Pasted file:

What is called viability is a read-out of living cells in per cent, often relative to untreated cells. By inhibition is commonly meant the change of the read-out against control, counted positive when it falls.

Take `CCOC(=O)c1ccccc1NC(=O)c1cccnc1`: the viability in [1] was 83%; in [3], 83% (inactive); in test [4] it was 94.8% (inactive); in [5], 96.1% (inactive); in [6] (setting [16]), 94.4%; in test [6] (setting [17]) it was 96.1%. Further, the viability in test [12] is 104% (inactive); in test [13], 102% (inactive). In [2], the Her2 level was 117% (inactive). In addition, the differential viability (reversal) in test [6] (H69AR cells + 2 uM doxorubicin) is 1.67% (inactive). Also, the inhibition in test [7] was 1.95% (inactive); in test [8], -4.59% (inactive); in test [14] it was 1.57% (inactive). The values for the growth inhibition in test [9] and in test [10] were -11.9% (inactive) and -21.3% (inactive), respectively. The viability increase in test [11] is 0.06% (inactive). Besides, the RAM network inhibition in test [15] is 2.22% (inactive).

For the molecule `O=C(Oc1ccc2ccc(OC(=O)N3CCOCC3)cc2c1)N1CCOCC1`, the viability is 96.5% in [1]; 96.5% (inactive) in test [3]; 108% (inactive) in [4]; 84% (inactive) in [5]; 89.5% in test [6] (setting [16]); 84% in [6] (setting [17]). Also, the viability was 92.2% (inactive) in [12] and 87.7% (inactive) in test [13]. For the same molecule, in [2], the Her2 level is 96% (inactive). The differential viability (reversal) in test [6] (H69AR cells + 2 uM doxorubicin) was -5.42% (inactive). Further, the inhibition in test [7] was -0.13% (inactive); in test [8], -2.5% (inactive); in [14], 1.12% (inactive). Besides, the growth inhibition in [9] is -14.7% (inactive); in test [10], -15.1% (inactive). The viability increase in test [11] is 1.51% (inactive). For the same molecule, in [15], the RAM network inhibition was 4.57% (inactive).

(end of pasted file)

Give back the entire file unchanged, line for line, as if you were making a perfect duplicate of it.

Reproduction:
What is called viability is a read-out of living cells in per cent, often relative to untreated cells. By inhibition is commonly meant the change of the read-out against control, counted positive when it falls.

Take `CCOC(=O)c1ccccc1NC(=O)c1cccnc1`: the viability in [1] was 83%; in [3], 83% (inactive); in test [4] it was 94.8% (inactive); in [5], 96.1% (inactive); in [6] (setting [16]), 94.4%; in test [6] (setting [17]) it was 96.1%. Further, the viability in test [12] is 104% (inactive); in test [13], 102% (inactive). In [2], the Her2 level was 117% (inactive). In addition, the differential viability (reversal) in test [6] (H69AR cells + 2 uM doxorubicin) is 1.67% (inactive). Also, the inhibition in test [7] was 1.95% (inactive); in test [8], -4.59% (inactive); in test [14] it was 1.57% (inactive). The values for the growth inhibition in test [9] and in test [10] were -11.9% (inactive) and -21.3% (inactive), respectively. The viability increase in test [11] is 0.06% (inactive). Besides, the RAM network inhibition in test [15] is 2.22% (inactive).

For the molecule `O=C(Oc1ccc2ccc(OC(=O)N3CCOCC3)cc2c1)N1CCOCC1`, the viability is 96.5% in [1]; 96.5% (inactive) in test [3]; 108% (inactive) in [4]; 84% (inactive) in [5]; 89.5% in test [6] (setting [16]); 84% in [6] (setting [17]). Also, the viability was 92.2% (inactive) in [12] and 87.7% (inactive) in test [13]. For the same molecule, in [2], the Her2 level is 96% (inactive). The differential viability (reversal) in test [6] (H69AR cells + 2 uM doxorubicin) was -5.42% (inactive). Further, the inhibition in test [7] was -0.13% (inactive); in test [8], -2.5% (inactive); in [14], 1.12% (inactive). Besides, the growth inhibition in [9] is -14.7% (inactive); in test [10], -15.1% (inactive). The viability increase in test [11] is 1.51% (inactive). For the same molecule, in [15], the RAM network inhibition was 4.57% (inactive).